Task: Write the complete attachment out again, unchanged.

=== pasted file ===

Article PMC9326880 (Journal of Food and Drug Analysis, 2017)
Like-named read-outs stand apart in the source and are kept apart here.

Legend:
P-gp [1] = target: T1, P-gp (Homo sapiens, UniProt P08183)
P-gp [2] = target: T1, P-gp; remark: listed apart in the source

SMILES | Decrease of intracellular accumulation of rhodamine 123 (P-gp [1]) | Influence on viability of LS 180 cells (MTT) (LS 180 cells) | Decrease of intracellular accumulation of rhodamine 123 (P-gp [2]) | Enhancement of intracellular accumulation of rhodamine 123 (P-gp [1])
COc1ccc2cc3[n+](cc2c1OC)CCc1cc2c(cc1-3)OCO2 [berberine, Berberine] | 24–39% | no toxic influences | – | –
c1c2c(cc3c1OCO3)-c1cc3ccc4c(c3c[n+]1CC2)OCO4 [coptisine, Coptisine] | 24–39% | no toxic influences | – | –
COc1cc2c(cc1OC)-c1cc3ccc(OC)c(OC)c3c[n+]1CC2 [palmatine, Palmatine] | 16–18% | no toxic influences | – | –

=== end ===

Article PMC9326880 (Journal of Food and Drug Analysis, 2017)
Like-named read-outs stand apart in the source and are kept apart here.

Legend:
P-gp [1] = target: T1, P-gp (Homo sapiens, UniProt P08183)
P-gp [2] = target: T1, P-gp; remark: listed apart in the source

SMILES | Decrease of intracellular accumulation of rhodamine 123 (P-gp [1]) | Influence on viability of LS 180 cells (MTT) (LS 180 cells) | Decrease of intracellular accumulation of rhodamine 123 (P-gp [2]) | Enhancement of intracellular accumulation of rhodamine 123 (P-gp [1])
COc1ccc2cc3[n+](cc2c1OC)CCc1cc2c(cc1-3)OCO2 [berberine, Berberine] | 24–39% | no toxic influences | – | –
c1c2c(cc3c1OCO3)-c1cc3ccc4c(c3c[n+]1CC2)OCO4 [coptisine, Coptisine] | 24–39% | no toxic influences | – | –
COc1cc2c(cc1OC)-c1cc3ccc(OC)c(OC)c3c[n+]1CC2 [palmatine, Palmatine] | 16–18% | no toxic influences | – | –